A few days ago my Biological Psychology professor showed us this video. It is basically an idea that one would probably expect much later in the future or just in SciFi movies. This is ‘visual reconstruction’ and it is probably the most exciting thing I’ve seen so far preparing my journey into Psychology. Basically the idea behind it is that the brain has certain activities going on when you’re watching something, dreaming, etc. Of course if you’re alive there is some brain activity going on, but the point this visual reconstruction makes is to do just what it sounds like. An fMRI device that decodes the activity in your brain and gives a go at giving a visual replication of what you’re seeing. More of course is in the video and one could visit the source link I posted that has the article for this study. It’s exiting stuff! :)
Shinji Nishimoto, An T. Vu, Thomas Naselaris, Yuval Benjamini, Bin Yu, Jack L. Gallant, Reconstructing Visual Experiences from Brain Activity Evoked by Natural Movies, Current Biology, Volume 21, Issue 19, 11 October 2011, Pages 1641-1646, ISSN 0960-9822, 10.1016/j.cub.2011.08.031. (http://www.sciencedirect.com/science/article/pii/S0960982211009377)
Not sure if this is how you do it, but I made a punny love note from my freshman-level knowledge of psych.
I just read about pronunciation duration in my book for Cognitive Psychology! :)
Chinese can remember more numbers than Malay since Chinese digit names have shorter pronunciation duration.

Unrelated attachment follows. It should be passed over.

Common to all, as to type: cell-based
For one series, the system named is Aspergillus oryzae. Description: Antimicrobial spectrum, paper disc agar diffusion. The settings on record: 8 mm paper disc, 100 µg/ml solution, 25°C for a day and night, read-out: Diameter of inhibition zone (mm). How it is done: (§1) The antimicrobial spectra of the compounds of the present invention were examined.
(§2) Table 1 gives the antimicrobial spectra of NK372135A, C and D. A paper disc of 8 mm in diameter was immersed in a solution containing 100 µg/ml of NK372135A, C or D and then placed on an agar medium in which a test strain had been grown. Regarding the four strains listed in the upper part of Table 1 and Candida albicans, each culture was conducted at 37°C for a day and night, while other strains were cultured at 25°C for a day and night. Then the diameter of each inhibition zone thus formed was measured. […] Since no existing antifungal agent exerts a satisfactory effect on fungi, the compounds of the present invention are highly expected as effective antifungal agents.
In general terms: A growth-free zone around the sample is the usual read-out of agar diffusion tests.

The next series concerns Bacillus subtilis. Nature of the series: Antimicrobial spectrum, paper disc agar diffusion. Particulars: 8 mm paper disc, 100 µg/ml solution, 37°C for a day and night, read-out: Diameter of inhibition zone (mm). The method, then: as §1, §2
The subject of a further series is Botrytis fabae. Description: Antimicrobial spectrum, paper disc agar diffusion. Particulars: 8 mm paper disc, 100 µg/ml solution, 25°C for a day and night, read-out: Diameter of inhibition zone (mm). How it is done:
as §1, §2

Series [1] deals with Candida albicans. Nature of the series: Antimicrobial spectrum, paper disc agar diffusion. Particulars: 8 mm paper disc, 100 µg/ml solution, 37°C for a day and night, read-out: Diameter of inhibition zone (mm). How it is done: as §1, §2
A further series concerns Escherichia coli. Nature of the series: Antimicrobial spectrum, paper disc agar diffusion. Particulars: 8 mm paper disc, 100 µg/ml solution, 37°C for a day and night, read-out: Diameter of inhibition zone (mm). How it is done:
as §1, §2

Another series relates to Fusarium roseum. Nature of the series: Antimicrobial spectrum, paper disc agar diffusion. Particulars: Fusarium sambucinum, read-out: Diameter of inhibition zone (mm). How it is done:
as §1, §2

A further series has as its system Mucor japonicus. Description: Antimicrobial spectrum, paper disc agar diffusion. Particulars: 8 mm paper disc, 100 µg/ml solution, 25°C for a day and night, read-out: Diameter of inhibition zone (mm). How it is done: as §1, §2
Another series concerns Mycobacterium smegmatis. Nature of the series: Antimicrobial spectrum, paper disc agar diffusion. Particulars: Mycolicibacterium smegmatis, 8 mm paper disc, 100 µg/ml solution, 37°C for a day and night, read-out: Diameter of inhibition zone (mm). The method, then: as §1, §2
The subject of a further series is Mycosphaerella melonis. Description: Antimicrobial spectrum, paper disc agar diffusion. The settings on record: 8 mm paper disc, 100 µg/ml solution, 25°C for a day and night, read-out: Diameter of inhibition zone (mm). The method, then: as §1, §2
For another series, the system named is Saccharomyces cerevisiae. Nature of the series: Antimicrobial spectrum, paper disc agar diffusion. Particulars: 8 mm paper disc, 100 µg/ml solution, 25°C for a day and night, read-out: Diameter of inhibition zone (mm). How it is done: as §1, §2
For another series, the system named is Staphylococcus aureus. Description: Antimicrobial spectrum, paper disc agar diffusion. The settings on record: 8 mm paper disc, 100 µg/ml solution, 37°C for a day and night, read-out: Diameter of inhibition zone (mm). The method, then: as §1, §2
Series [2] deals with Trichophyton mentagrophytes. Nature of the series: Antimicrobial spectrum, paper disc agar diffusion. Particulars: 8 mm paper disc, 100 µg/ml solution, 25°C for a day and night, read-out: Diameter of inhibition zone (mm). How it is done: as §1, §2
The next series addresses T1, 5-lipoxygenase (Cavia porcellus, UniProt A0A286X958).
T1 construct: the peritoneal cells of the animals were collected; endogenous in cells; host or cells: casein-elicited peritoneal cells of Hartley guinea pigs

In their study, Chan and Elliott tested whether the Chinese’s better performance in digit memory span task was due to shorter pronunciation duration of Chinese digit names or to better visuospatial sketchpad abilities, or both. Eighteen Chinese and 18 Malay Singaporean psychology undergraduates participated in the experiment. All participants went through 3 conditions: No suppression (N-S), Phonological loop suppression (PL-S), and Visuospatial sketchpad suppression (VSSP-S). The order of the conditions was counterbalanced. At each trial, the string of digits was presented both visually and orally to the participant (e.g., digits were read out while the corresponding card containing Arabic digits were shown). After viewing and hearing the numbers, participants recalled them by writing the digit names in their respective language. In the PL-S condition, participants had to repeatedly utter an irrelevant word during the presentation of the digits. In the VSSP-S condition, the participants were shown a set of visual distracters after the presentation of the string of digits. After each trial, the length of the digits that a participant recalled correctly was measured. The result showed that under the N-S condition and VSSP-S condition, the Chinese digit span was significantly larger than the Malay digit span. However, under the PL-S condition, the Chinese digit span was not significantly different from the Malay digit span. These results showed that Chinese participant attained a significantly larger digit span than Malay participants when phonological loop was not suppressed. In other words, they showed no difference in digit span when phonological loop was suppressed by uttering irrelevant word repeatedly. Therefore, this study showed that Chinese outperform their Malay counterparts in digit span task because they have shorter pronunciation duration for digit names not because they have better visuospatial sketchpad abilities.